Mifflin Co., Pa. Dated the 1st of Feb. 1861. Copied by Jacob
Swartzendruber, 1862.6 It would more correctly
be called a Confession of Faith.7
February 1, 1861
Grace and peace be with you dear
friend and brother Shem Zook and with all those in that land
who, I hope, with you as with me, genuinely love the Lord Jesus
Christ, even if in other respects you may be stricter or more
lenient, rough or gentle, as has been mentioned.
I have received your letter of the 21st of the past September
and based on the assumption that it stems from a heart, enquiring
in [the spirit of] love toward the Lord and toward the brethren
on this side of the ocean, I do not delay answering your questions
insofar as I am presently able.
Concerning the first question, whether I am a preacher of the
so-called strict, or of the more lenient Mennonites,8
this question is difficult to answer, inasmuch as these expressions
are seldom used and understood in this country, and here in this
country there are other groups which are narrower or broader
in their views than we are. For example, the so-called New Anabaptists
(Apostolic Christian Church) are narrower; they cannot
even pray with people from other groups. Some fellowships are
broader, which also admit to the Lord's Supper those who
were only baptized in their infancy. And between these two extremes,
there are in Switzerland yet divers gradations.
As to whether we are strict or lenient,9
perhaps you can best decide if I tell you that we consider the
confessions of faith in the Martyrs Mirror, with which
you are certainly familiar, to be in conformity with Scripture.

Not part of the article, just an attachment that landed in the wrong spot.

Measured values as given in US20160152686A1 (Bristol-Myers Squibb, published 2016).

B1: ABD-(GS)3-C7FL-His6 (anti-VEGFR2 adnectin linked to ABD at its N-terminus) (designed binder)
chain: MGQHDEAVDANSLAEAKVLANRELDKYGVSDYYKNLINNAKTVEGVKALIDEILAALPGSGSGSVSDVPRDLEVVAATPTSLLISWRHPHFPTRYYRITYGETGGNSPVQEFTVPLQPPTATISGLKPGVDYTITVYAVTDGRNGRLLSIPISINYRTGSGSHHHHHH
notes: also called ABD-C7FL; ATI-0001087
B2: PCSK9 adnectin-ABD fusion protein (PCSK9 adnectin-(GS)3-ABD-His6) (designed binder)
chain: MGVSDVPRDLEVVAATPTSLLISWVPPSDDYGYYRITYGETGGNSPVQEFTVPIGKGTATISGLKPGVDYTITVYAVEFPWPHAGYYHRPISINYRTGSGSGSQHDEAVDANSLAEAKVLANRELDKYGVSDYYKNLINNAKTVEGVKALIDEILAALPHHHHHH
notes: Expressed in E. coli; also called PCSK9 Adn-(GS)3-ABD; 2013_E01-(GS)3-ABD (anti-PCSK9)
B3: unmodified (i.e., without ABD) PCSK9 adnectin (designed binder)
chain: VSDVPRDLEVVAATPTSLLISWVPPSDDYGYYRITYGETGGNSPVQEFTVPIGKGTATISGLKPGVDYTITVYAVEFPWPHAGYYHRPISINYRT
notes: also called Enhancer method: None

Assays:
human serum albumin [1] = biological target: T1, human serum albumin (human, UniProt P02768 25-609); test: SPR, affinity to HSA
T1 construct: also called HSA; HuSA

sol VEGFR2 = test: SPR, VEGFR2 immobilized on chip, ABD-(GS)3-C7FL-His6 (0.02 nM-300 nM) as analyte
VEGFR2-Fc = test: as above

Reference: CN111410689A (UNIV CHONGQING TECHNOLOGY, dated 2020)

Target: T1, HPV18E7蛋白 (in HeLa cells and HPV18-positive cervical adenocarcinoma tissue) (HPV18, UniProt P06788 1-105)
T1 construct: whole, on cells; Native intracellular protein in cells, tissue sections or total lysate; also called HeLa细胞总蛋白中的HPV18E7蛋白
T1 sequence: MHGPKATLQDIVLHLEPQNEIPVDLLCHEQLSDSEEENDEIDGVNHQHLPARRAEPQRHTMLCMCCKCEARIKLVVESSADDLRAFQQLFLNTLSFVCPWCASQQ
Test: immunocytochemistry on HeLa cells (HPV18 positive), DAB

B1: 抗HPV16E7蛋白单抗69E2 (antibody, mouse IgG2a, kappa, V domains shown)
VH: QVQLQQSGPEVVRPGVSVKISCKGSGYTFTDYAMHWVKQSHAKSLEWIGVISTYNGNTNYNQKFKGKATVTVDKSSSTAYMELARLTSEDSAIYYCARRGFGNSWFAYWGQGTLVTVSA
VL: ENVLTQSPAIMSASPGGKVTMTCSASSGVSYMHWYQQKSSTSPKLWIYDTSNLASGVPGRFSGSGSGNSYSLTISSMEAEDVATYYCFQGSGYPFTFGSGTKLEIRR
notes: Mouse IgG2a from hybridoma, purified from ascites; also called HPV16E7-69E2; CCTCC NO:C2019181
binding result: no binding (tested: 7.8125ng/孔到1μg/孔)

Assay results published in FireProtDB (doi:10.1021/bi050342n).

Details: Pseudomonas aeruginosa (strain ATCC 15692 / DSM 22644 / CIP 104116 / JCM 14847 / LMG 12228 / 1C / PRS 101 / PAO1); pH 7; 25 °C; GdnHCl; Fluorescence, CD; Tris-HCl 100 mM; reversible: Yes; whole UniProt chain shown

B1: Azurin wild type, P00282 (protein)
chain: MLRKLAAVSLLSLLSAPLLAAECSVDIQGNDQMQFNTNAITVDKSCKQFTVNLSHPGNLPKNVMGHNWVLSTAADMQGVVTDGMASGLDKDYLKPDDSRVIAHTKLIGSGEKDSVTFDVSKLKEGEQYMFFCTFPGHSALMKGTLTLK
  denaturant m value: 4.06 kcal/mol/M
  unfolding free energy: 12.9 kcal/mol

At the same time we do not set this up as a binding principle
of our faith and conduct; but instead, we embrace solely
the holy Scriptures, Old and New Testaments, as
a rule of conduct and standard, by which
we evaluate and judge every confession, and not the converse.
It is our firm position that our confession must be written not
so much in a document, but much more in the heart. And to the
extent that we have need of something written, we seek here to
follow Paul's instruction, where he writes to the Corinthians
that we should learn from him and from Apollos not to think
[of men] more than is written: "Let no one puff himself
up in favor of one against another" [1 Cor. 4:6]. So we
need the above-mentioned confessions of faith in the Martyrs
Mirror only for those who are not acquainted with us, to
provide a brief understanding of what we are and what we teach,
and we uphold these confessions merely insofar as they agree
Just as we are not to seek honor among men and women, and since
it is not in our domain to name ourselves after Paul or Apollos,
for the same reason we seldom use the name Mennonite, and then
only to give to those to whom this name is familiar as concise
a statement as possible as to who we are, and all the more so
since we Swiss Anabaptists already came into being before Menno,
so that he is not the founder of our church. And although we
recognize him as a chosen vessel of God, we still respect him
only insofar as he taught in accordance with Scripture,
and should it be that he may have erred in something, this we
leave to his account.10
Now concerning the several points in which the Mennonites differ
from one another, we believe in the holy Trinity, that
is, in one God with three personalities, yet not